Keep me informed as you choose your country and begin the adoption process.

Sharon

Posted by sak9645 on Nov 17, 2015 at 7:54pm

Hi Sharon, thanks for the suggestion, we’ll consider other countries, one other factor is that usually independent adoptions seem to be (or are usually more recommended) to have 2 trips to the country. One to sometimes check the children available or to apply with the paperwork, etc. And another to bring the child home. Also, I’d prefer to bring the child to UAE only after I actually recognize the adoption in Brazil to avoid surprises. Also, the kid might be older, which makes = 2 adults * 2 trips + 1 kid*1 ticket. And that on an expensive Emirates flight to a far away country can break the bank! smile

Posted by Israel on Nov 18, 2015 at 2:44am

I made a list of non-Hague countries that might accept independent adoptions.

We are revising the ones in Europe and Asia first.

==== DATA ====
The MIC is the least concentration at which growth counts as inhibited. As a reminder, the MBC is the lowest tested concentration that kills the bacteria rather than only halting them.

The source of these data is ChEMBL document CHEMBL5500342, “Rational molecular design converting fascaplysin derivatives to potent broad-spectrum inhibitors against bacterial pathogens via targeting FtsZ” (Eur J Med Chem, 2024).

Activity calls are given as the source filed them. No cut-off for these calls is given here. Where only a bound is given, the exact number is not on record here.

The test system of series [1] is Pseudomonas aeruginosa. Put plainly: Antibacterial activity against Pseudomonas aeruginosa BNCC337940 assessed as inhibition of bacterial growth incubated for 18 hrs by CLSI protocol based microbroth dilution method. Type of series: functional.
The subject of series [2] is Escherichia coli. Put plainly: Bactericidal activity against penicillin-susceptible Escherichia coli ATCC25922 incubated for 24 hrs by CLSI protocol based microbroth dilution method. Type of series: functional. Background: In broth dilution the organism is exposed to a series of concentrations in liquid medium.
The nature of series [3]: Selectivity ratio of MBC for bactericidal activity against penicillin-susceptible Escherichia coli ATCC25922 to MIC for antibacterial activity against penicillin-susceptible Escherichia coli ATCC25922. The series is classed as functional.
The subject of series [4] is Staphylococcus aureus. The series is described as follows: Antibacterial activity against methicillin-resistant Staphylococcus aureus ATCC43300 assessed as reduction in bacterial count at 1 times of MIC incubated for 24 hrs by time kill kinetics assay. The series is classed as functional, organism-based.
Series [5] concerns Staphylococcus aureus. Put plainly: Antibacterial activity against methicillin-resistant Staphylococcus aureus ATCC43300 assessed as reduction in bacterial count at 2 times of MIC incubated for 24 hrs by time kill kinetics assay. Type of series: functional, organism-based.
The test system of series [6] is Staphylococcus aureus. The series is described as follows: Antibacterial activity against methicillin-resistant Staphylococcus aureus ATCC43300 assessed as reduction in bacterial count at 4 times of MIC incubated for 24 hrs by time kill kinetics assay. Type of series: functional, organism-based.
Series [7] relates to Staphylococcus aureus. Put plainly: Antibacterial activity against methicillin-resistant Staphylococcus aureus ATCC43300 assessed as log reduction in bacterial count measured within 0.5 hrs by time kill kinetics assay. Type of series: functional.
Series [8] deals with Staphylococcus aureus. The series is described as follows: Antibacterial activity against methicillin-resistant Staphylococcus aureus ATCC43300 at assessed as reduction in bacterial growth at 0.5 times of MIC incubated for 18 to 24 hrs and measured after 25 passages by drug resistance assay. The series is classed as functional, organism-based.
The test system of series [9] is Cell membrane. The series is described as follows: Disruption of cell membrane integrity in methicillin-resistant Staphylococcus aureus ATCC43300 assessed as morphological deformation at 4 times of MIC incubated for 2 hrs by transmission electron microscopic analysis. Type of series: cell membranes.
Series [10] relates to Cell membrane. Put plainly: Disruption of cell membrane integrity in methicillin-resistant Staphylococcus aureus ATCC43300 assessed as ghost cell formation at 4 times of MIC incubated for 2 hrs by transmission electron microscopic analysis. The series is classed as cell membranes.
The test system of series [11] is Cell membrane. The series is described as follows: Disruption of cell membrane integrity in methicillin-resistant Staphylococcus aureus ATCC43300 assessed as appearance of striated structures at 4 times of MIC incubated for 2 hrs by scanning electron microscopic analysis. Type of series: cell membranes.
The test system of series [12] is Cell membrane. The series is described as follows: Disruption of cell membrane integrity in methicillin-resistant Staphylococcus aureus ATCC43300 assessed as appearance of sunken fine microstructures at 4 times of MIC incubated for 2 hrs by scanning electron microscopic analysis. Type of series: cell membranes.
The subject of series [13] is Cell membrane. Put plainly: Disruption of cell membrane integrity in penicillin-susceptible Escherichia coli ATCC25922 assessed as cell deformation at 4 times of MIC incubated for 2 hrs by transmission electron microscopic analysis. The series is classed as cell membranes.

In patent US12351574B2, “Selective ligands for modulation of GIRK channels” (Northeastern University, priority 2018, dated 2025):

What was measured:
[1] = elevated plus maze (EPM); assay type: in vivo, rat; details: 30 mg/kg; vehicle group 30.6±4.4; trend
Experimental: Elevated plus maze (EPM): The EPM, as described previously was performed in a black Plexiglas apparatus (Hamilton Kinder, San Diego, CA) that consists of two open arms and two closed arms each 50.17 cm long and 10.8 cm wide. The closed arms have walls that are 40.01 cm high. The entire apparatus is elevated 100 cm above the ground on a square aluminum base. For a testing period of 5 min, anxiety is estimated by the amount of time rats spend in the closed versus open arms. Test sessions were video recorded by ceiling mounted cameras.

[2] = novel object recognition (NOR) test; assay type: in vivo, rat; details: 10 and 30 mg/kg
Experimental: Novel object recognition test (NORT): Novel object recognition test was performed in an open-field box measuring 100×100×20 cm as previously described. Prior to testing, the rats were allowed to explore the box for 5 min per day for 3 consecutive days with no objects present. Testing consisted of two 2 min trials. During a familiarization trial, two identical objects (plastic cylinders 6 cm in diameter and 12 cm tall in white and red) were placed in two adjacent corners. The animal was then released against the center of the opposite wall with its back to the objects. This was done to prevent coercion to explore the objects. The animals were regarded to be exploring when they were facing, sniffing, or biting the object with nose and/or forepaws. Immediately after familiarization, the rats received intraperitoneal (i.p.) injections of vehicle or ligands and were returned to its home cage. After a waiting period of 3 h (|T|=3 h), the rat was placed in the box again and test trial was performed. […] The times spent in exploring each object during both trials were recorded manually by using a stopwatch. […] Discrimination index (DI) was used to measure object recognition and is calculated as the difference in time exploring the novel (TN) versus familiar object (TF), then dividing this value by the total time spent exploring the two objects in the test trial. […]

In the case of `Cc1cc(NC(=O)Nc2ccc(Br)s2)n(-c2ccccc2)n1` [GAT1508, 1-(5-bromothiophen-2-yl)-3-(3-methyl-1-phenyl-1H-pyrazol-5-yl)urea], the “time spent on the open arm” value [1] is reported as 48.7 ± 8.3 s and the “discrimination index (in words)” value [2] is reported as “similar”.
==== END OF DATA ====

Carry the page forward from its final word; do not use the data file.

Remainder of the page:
Let me know if you have any info for countries in that area you might want to share.

http://www.mapcustomizer.com/map/non-hague2

Posted by Israel on Nov 18, 2015 at 2:47am

While you’ve done a lot of work on this, most of the non-Hague countries on your list do not allow international adoptions, either independent or agency-assisted, except in the case of adoptions by a close relative.  If you look at the number of adoptions from a country in the past several years, and see numbers such as ten or fewer, you can forget those countries, as they are generally ones granting humanitarian exceptions so a child can join a close relative living abroad.

Another way to look at the issue is to read agency websites and determine what programs in non-Hague countries they have.  Agencies are hurting, these days, because so many countries that were once popular have either closed to international adoption or tightened their requirements.  As a result, they are scrambling to find new countries with which they can work, or they will have to go out of business.  Believe me, if a country has a reasonably organized and ethical adoption system, agencies would be placing children from there.